A Balkan country with a rich Latin heritage going back to the Roman Empire, Romania still holds some of the old times flavor. Even if it’s famous for Count Dracula’s spirit and teeth, these teeth actually belong not to the vampires now commonly associated with Transylvania, but to the bears and wolves that still inhabit the dramatic and wild Carpathian Mountains.
Thanks to centuries of migration and colonization Romania boasts a fascinating cultural blend of Romanians, Saxons, Hungarians and Romany gypsies. The result is a big diversity of rural communities and traditions with very distinct lifestyles, most of them well preserved. In the heart of Romania, Transylvania, lies Sighisoara, the last European medieval town still inhabited, in a region of staggering natural beauty and cultural diversity. The vast green valleys are so remote that shepherds guard their sheep accompanied by huge dogs to make sure they keep the wolves away.
Yes, this is a land where nature spoils the traveler with pristine forests, glacial lakes, a myriad of caves, unique waterfalls, mud volcano or the Danube river with its wonderful delta, but also wooden painted monasteries, Saxon fortified churches and medieval castles.
Transylvania, with its multi-ethnic character is a region extremely rich in history, a fact well reflected in the Saxon (German) settlements such as Sibiu, Brasov or Sighisoara towns. There’s spooky Bran Castle connected to Bram Stoker’s fictional count Dracula, but also Huniade Castle from Hunedoara and King Carol I’s Peleş Castle. The surroundings of these bohemian castles offer some of the most beautiful mountain scenery in Europe. The various National Parks that cover most of these are also home to an incredible third part of the remaining bears, wolves and lynxes in Europe, and home to a spectacular profusion of bird life. The lowland valleys with quaint villages still hold ancestral local crafts and traditions like their unique way of processing cheese.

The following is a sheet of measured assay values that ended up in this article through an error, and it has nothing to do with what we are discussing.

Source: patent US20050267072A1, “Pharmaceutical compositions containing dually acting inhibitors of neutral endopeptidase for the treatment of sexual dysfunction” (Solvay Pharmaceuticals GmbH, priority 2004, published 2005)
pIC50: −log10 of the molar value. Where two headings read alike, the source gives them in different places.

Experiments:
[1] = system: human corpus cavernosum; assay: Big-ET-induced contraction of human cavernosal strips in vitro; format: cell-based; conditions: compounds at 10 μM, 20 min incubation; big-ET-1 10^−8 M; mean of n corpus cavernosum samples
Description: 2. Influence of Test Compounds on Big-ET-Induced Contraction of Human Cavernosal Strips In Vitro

Situated in the west part of Romania, Banat is still home to a diverse population that for centuries has included Slovaks, Czechs, Bulgarians, Ukrainians, Germans and Jews living alongside Serbians, Hungarians and Romanians. Timişoara, the charming and cosmopolitan city of this region, was the first European city to have streets illuminated by electric light. Often referred to as “Little Vienna” due its similar architectural character and vibrant cultural life, Timisoara is also a very green city as you can almost cross it by going from one park to another.
In Maramures, north of Romania, the wood has long been – and continues to be – the best means of expression and material of choice for the region’s artisans. Villages here are distinguished by beautiful houses with their elaborated carved wooden doors and windows. In addition to this, the wooden churches of Maramures, part of the UNESCO site, have a unique shape and ornamentation, with tall, narrow roofs and pointed steeples, often collectively described as ‘the Gothic style of Maramures’. But the inhabitants of the region went further with their authenticity in Sapanta town. Here, the Merry Cemetery is full with blue crosses that feature carved scenes and humorous verses that capture relevant aspects – more or less good – of the deceased’s life.
While other parts of Romania will give you the feeling you’ve been transported to a different century, the Danube Delta might take your imagination to the depths of Africa. This is where Europe’s longest river meets the Black Sea and creates one of Europe’s last great wildernesses, home to a huge concentration of over 300 bird species (including Europe’s largest colony of pelicans). This is truly a museum of biodiversity, with a rich cultural value, where the local’s life blends harmoniously with the river’s life.
Not at least, the dynamic Bucharest, Romania’s capital, impresses with its Palace of the Parliament – Ceausescu’s monumental monument to vanity – the planet’s second largest building. But Bucharest does have its charm and elegance with its nice squares, large parks and eclectic architecture. The atmosphere in his historic quarter is buzzing with dressed-up young Romanians adding a touch of glamour to the surroundings.
This is Romania, with all these places and much more. With open, friendly people, who might invite you inside their house and welcome you with a shot of homemade tuica (plum brandy), even if you’re asking for just a glass of water.